Tuesday, June 4, 2013

The Monday Papers: Part the Sixth

Girl reading a letter by Vermeer

Tick Tock 

I have always been fascinated by time - the sheer depth of Creation has a majesty that is almost intoxicating.   Recorded human history stretches back approximately 6,500 years, while the Earth itself is vastly older. But considering human history measured in generations, rather than years, there are only two hundred and ninety  generations between us and the men that lived in Sumer.  The past is both near and far away simultaneously, utterly remote and yet always with us.  Considering Creation as all things that are, we are very young indeed, sharks for example have been about for nearly four hundred million years and that is quite a few generations indeed.

Fiction rarely conveys the breadth of time well, but there have been some notable exceptions. I read "The First and Last Men" by Olaf Stapledon, a future history of the human race in secondary school and was very impressed with it.  I'm less impressed by the philosophy these days, which is bleak enough, but it is still a considerable literary achievement in that it manages to communicate the astonishing depth of time and the transience of the individual.  It is a fine book and well worth reading.


On Exactitude in Science

I've always been interested in maps - I think spurred by my father. He received a gift of an etching when I was very small called "Map of a city found in a dragon flies wing".  It was a map of an imaginary city in the style of the Roque maps of London and Dublin, but with each house formed from one of the cells of the wing.  Dad told me there was a house on fire in the city. Despite many hours of careful study, I have yet to find it. I still check whenever I visit the parental home.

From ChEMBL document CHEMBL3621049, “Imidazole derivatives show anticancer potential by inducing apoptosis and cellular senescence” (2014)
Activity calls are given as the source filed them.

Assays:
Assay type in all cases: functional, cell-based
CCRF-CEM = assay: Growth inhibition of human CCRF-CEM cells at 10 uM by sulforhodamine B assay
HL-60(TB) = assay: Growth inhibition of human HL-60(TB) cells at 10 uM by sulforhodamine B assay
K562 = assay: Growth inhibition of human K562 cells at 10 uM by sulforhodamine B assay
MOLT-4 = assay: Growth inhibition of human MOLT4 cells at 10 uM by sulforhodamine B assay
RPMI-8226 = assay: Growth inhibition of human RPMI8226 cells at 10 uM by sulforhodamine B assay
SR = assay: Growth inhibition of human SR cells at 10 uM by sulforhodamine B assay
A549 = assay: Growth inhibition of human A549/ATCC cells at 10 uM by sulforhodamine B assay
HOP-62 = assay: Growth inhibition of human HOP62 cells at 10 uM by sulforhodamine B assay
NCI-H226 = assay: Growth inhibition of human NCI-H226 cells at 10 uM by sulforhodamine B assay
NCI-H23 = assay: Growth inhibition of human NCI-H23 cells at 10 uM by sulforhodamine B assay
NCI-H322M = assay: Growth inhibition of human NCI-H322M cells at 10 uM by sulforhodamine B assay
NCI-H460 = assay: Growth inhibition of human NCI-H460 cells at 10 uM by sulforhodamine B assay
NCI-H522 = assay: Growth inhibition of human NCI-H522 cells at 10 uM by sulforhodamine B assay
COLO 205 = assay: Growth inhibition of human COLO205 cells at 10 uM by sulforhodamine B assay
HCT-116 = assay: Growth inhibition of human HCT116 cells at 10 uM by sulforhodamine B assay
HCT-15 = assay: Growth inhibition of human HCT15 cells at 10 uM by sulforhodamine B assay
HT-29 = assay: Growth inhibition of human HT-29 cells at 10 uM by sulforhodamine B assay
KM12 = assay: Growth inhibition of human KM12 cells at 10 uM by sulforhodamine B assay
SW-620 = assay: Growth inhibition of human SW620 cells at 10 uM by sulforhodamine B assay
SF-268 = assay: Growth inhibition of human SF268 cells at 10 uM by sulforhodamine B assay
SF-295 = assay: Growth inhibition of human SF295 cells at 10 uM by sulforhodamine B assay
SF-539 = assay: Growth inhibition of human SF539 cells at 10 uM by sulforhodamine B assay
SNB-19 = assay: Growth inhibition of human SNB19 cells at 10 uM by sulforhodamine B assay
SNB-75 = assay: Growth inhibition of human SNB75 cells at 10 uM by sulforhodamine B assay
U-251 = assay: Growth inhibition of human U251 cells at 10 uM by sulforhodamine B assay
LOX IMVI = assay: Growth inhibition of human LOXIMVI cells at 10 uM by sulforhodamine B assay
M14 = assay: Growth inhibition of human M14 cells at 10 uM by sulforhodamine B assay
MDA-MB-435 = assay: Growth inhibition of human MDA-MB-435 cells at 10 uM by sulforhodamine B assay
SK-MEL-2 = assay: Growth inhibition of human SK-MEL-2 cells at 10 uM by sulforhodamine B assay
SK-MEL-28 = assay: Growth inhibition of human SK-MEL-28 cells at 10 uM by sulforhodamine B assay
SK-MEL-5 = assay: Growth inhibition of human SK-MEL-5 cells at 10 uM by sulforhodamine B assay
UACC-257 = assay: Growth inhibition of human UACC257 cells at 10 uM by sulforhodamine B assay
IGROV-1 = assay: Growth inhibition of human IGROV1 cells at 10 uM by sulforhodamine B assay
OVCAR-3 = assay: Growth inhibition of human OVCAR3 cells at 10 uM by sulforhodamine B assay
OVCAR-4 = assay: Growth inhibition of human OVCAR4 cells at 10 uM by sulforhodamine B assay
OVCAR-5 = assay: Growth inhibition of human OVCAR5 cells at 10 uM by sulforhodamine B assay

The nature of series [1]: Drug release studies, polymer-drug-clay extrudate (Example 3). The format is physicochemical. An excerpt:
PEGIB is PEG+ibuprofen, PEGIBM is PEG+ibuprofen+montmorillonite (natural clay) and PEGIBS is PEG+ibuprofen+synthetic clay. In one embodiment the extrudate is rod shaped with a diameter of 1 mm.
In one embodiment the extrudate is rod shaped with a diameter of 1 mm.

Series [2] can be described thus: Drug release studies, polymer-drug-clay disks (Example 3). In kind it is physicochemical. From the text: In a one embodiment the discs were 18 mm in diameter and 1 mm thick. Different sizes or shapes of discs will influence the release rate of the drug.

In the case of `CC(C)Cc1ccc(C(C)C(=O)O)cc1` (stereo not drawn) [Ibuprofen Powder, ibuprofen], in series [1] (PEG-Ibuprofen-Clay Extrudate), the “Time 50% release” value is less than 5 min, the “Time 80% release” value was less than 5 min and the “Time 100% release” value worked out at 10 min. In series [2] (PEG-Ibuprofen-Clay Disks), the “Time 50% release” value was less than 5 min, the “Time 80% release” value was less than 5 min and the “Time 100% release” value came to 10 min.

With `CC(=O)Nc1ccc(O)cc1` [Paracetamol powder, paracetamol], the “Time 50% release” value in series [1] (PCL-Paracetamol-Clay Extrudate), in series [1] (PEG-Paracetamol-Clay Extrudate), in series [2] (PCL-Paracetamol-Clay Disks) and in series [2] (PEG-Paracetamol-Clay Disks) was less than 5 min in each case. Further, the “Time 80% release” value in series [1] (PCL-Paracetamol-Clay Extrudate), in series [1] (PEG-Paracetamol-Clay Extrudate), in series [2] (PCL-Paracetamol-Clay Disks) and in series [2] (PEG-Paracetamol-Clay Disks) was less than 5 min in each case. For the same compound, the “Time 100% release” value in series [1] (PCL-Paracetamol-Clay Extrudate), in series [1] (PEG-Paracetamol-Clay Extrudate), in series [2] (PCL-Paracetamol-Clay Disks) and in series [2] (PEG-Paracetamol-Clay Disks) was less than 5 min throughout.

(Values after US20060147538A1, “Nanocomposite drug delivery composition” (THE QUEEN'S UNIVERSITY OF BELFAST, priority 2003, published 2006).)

The Strange Maps blog is a treasure trove of similar maps, maps that have never been, maps that show unusual things, like the consumption of icecream in the United States or the optimal borders of Poland. If geography is destiny and we are shaped by the environment we inhabit and the environment we imagine we inhabit, you could do a lot worse than visiting the Strange Maps blog. 


Far from the Mahdist crowd

I've been taking a more than usual interest in the British Empire of the 19th century over the last week. This was almost certainly spurred by playing "The Sword and the Flame" and is likely to continue for a while. This happens every so often, usually after I've reread some H. Rider Haggard, an author I am hugely fond of and who was one of the great storytellers in a time blessed with a superfluity of them.

However, rather than re-read "She" again - I came to read "The River War" by Sir. Winston Churchill. It isn't my first time reading it, but as an example of well written narrative history it is hard to beat and it repays study. Churchill may have been an egotist, but he was also a stylist and the sheer brio of his prose never fails to engross me.  The Dover edition is a good one, but if you can't wait to get to a book shop, the always fine Mark Smith of Simpsonville, North Carolina has recorded a free audio edition.



16 comments:

  1. There are fee Kindle editions of The River War available online as well. It's in my pile of stuff to read right now. This may be just the impetus I need to get started.

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    1. There a growing number of reasons to invest in a kindle...

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  2. A fine post, Conrad, which I very much enjoyed. I love maps - but I have never come across the Strange Maps Blog. So many thanks indeed for that!

    I'm intrigued by the (beautiful) Vermeer. Is there some part of the puzzle it fits into? :)